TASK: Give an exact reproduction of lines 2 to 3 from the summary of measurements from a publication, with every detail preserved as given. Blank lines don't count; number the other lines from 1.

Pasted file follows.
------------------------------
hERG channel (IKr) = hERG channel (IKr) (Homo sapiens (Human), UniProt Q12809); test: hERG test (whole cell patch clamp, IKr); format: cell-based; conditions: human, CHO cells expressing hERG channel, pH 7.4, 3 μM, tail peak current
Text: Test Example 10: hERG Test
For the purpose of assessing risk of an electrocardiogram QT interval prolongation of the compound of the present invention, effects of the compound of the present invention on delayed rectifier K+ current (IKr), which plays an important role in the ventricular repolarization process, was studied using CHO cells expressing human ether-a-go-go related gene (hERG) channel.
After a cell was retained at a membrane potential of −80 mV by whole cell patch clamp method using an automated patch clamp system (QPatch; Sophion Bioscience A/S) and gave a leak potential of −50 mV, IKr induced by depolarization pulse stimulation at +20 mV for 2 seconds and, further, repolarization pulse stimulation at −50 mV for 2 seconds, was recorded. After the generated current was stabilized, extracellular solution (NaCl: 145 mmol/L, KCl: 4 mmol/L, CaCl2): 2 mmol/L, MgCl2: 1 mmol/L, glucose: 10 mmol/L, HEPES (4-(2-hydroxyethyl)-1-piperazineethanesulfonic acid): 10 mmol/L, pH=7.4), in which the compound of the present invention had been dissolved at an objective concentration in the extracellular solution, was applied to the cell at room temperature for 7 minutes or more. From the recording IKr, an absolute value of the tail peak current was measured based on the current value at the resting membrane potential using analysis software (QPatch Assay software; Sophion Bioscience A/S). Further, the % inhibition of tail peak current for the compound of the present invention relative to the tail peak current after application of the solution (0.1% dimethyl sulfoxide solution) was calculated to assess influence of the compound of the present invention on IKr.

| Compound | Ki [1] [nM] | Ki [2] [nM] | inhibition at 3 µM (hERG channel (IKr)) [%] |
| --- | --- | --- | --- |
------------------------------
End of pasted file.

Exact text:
Text: Test Example 10: hERG Test
For the purpose of assessing risk of an electrocardiogram QT interval prolongation of the compound of the present invention, effects of the compound of the present invention on delayed rectifier K+ current (IKr), which plays an important role in the ventricular repolarization process, was studied using CHO cells expressing human ether-a-go-go related gene (hERG) channel.